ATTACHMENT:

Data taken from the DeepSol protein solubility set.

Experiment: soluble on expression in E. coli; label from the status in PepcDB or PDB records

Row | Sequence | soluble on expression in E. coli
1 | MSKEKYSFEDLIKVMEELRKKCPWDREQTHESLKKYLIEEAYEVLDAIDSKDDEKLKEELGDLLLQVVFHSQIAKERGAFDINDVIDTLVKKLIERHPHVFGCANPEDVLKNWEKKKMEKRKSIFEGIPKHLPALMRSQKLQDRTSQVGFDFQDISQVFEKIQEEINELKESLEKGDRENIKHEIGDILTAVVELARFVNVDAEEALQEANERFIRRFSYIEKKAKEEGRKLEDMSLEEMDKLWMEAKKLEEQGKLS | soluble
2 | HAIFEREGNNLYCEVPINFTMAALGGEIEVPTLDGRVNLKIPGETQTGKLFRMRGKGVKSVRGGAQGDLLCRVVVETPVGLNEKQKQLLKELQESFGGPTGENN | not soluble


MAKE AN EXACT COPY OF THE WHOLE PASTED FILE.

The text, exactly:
Data taken from the DeepSol protein solubility set.

Experiment: soluble on expression in E. coli; label from the status in PepcDB or PDB records

Row | Sequence | soluble on expression in E. coli
1 | MSKEKYSFEDLIKVMEELRKKCPWDREQTHESLKKYLIEEAYEVLDAIDSKDDEKLKEELGDLLLQVVFHSQIAKERGAFDINDVIDTLVKKLIERHPHVFGCANPEDVLKNWEKKKMEKRKSIFEGIPKHLPALMRSQKLQDRTSQVGFDFQDISQVFEKIQEEINELKESLEKGDRENIKHEIGDILTAVVELARFVNVDAEEALQEANERFIRRFSYIEKKAKEEGRKLEDMSLEEMDKLWMEAKKLEEQGKLS | soluble
2 | HAIFEREGNNLYCEVPINFTMAALGGEIEVPTLDGRVNLKIPGETQTGKLFRMRGKGVKSVRGGAQGDLLCRVVVETPVGLNEKQKQLLKELQESFGGPTGENN | not soluble